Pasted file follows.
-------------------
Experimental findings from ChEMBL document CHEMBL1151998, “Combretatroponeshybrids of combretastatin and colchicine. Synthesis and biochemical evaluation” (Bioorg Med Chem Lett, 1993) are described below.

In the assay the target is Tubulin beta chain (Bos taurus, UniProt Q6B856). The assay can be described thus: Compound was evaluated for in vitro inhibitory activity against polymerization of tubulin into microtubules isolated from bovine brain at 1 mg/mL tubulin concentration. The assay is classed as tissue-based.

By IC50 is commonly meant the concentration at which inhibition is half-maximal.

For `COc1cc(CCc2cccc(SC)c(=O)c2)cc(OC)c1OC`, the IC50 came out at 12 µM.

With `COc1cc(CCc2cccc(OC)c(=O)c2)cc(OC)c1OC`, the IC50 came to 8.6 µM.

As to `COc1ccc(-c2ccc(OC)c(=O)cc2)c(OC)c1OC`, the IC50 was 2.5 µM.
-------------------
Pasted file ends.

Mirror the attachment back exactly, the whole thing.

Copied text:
Experimental findings from ChEMBL document CHEMBL1151998, “Combretatroponeshybrids of combretastatin and colchicine. Synthesis and biochemical evaluation” (Bioorg Med Chem Lett, 1993) are described below.

In the assay the target is Tubulin beta chain (Bos taurus, UniProt Q6B856). The assay can be described thus: Compound was evaluated for in vitro inhibitory activity against polymerization of tubulin into microtubules isolated from bovine brain at 1 mg/mL tubulin concentration. The assay is classed as tissue-based.

By IC50 is commonly meant the concentration at which inhibition is half-maximal.

For `COc1cc(CCc2cccc(SC)c(=O)c2)cc(OC)c1OC`, the IC50 came out at 12 µM.

With `COc1cc(CCc2cccc(OC)c(=O)c2)cc(OC)c1OC`, the IC50 came to 8.6 µM.

As to `COc1ccc(-c2ccc(OC)c(=O)cc2)c(OC)c1OC`, the IC50 was 2.5 µM.